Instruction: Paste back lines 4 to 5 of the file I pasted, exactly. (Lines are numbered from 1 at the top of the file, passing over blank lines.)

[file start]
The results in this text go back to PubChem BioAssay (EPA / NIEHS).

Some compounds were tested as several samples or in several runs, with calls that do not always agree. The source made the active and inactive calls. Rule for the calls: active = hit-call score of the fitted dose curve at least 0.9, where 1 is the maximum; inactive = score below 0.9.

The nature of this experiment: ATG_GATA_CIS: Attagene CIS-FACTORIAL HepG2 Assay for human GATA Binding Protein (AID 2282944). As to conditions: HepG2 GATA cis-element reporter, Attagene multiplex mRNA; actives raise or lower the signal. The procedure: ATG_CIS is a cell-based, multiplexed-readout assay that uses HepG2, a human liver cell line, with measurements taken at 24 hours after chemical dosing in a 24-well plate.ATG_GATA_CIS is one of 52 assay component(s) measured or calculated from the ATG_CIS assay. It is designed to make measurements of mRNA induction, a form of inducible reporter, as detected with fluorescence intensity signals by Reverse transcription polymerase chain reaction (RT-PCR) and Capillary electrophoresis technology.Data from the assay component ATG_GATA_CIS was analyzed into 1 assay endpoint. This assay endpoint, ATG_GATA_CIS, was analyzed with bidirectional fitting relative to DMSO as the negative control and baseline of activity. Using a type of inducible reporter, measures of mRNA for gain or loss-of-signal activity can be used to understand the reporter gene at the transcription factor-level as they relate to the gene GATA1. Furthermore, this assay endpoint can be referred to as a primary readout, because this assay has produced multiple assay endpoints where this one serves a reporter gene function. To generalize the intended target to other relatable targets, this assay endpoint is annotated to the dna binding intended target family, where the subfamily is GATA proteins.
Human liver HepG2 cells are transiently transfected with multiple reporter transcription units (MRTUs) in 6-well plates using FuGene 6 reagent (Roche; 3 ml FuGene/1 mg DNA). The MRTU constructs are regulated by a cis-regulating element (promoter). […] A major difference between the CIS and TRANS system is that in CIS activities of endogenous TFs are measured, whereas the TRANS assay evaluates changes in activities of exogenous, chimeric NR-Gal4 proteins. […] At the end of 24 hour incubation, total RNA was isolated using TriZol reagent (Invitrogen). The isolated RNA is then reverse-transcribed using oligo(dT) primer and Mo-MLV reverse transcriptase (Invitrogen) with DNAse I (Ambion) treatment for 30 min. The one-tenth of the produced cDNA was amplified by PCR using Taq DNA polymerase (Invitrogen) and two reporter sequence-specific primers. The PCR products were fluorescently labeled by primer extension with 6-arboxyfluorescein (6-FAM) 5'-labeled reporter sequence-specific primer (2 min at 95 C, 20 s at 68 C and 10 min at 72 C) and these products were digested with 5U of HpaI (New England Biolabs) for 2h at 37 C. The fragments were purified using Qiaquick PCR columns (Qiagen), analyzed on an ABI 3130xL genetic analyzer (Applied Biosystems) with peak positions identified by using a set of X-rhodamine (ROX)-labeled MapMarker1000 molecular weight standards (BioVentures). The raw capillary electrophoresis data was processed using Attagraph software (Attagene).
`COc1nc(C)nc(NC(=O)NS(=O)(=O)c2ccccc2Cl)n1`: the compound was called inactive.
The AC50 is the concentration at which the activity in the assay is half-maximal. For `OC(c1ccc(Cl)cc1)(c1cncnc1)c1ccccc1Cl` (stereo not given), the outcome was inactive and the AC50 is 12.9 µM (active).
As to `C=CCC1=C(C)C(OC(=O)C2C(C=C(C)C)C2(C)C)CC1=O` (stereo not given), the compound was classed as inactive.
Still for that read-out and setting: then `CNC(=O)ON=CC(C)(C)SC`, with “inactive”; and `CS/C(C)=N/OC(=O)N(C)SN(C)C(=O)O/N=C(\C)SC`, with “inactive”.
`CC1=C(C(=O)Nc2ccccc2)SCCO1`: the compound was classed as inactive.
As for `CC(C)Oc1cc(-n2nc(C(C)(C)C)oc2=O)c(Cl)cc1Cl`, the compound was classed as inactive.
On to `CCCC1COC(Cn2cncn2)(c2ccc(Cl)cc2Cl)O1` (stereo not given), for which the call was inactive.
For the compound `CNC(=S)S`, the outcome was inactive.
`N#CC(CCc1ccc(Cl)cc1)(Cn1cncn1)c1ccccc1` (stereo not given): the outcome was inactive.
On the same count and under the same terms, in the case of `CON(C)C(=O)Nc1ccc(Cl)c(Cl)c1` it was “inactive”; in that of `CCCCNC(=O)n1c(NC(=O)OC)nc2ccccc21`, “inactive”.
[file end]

Human liver HepG2 cells are transiently transfected with multiple reporter transcription units (MRTUs) in 6-well plates using FuGene 6 reagent (Roche; 3 ml FuGene/1 mg DNA). The MRTU constructs are regulated by a cis-regulating element (promoter). […] A major difference between the CIS and TRANS system is that in CIS activities of endogenous TFs are measured, whereas the TRANS assay evaluates changes in activities of exogenous, chimeric NR-Gal4 proteins. […] At the end of 24 hour incubation, total RNA was isolated using TriZol reagent (Invitrogen). The isolated RNA is then reverse-transcribed using oligo(dT) primer and Mo-MLV reverse transcriptase (Invitrogen) with DNAse I (Ambion) treatment for 30 min. The one-tenth of the produced cDNA was amplified by PCR using Taq DNA polymerase (Invitrogen) and two reporter sequence-specific primers. The PCR products were fluorescently labeled by primer extension with 6-arboxyfluorescein (6-FAM) 5'-labeled reporter sequence-specific primer (2 min at 95 C, 20 s at 68 C and 10 min at 72 C) and these products were digested with 5U of HpaI (New England Biolabs) for 2h at 37 C. The fragments were purified using Qiaquick PCR columns (Qiagen), analyzed on an ABI 3130xL genetic analyzer (Applied Biosystems) with peak positions identified by using a set of X-rhodamine (ROX)-labeled MapMarker1000 molecular weight standards (BioVentures). The raw capillary electrophoresis data was processed using Attagraph software (Attagene).
`COc1nc(C)nc(NC(=O)NS(=O)(=O)c2ccccc2Cl)n1`: the compound was called inactive.